File No. 893.811/235

Minister Reinsch to the Secretary of State

No. 1267

Sir: Referring to my despatch No. 1224 of October 13, last, concerning the Grand Canal improvement work in Shantung Province, Mr. W. F. Carey has reported to me that on the 28th ultimo, Mr. Debuchi, First Secretary of the Japanese Legation, called on him and, among other things, spoke about the Canal enterprise. He assured Mr. Carey that the Japanese entertain the most friendly disposition towards the Siems-Carey Company. He continued:

* * * that we must not take their inquiries on the Grand Canal, for instance, as meaning anything more than they were anxious that China should recognize the fact that Japan had by might taken over the position of Germany in the Province of Shantung. He said that he realized quite fully that legally [Page 128] as yet Japan did not have the rights of Germany in Shantung; but that, inasmuch as they had put the Germans out of this province, and inasmuch as by the twenty-one demands made on China in 1915 (wherein one of these demands stipulated that should Germany and Japan come to an agreement whereby Germany relinquished her position in Shantung to Japan, that transaction should be recognized and binding upon the Chinese Government), therefore, while this procedure as yet had not actually taken place, nevertheless it was a procedure that would at the close of the war take place; and that Japan was only anxious that China recognize the fact that Japan was actually now in Germany’s position in this province. He stated that Japan did not want and would not do anything to prevent the construction of this waterway; that he realized it was a much needed improvement, and as a matter of fact it was an improvement that Japan herself desired.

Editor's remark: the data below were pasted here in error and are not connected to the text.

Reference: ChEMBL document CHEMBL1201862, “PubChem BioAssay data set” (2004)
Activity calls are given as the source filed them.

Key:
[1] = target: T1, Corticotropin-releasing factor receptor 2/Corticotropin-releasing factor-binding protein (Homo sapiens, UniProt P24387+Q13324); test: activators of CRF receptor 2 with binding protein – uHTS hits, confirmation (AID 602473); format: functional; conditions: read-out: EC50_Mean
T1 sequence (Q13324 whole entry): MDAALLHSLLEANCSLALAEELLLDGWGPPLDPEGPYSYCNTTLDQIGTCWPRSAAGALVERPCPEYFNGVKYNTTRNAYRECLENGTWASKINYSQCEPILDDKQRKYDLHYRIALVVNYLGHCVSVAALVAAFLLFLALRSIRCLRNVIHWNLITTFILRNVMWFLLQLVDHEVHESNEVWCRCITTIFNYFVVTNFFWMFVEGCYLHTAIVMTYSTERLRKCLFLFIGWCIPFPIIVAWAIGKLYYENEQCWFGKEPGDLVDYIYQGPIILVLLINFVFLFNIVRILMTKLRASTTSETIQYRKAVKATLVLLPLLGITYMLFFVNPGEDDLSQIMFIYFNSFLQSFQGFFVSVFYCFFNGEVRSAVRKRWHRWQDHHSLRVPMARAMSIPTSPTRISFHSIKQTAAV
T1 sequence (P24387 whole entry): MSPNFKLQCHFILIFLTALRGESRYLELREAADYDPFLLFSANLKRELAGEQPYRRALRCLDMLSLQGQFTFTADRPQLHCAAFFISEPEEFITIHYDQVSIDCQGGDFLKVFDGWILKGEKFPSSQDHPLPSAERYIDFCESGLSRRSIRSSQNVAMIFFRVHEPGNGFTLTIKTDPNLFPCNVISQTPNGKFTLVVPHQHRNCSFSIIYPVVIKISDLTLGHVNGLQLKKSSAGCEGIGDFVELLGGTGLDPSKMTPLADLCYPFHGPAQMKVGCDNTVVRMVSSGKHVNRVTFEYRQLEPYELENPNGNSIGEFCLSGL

Mr. Debuchi assured Mr. Carey that the Japanese would not press their claim to the extent that it might endanger the carrying out at this time of the Canal improvement.

I am not in a position to report the complete solution of the tangle which was explained in the Legation’s No. 1224 of October 13, as the situation is very complicated, it has seemed well to the American representatives here to leave the solution of the matter in the hands of Mr. Roy S. Anderson and Mr. Pan Fu, the official who is most interested in the realization of the Canal improvement plans. Mr. Pan has, during the last three weeks, been working on the Kiangsu situation and has reported that the local officials and gentry have now been brought in line so as to support the Central Government in this matter. Mr. Pan has now proceeded to Tsinanfu; the new Governor of Shantung, Mr. Chang Huai-chih, with whom Mr. Pan is on good terms, is favorable to the enterprise and it is believed that the local opposition can now be overcome within a very short time.

I have [etc.]

Paul S. Reinsch